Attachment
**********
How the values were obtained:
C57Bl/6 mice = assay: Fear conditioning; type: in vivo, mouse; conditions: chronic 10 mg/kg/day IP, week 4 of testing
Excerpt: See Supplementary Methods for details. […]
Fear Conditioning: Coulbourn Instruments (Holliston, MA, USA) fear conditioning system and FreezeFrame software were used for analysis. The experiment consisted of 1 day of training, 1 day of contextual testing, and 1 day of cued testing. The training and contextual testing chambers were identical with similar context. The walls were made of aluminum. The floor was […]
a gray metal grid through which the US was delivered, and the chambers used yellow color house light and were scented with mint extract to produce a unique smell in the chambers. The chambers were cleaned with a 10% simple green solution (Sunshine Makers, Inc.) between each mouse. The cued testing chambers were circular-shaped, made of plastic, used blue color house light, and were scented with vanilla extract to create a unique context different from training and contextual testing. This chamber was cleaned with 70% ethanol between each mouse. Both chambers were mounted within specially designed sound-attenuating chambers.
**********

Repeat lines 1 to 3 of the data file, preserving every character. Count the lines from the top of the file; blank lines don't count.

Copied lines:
How the values were obtained:
C57Bl/6 mice = assay: Fear conditioning; type: in vivo, mouse; conditions: chronic 10 mg/kg/day IP, week 4 of testing
Excerpt: See Supplementary Methods for details. […]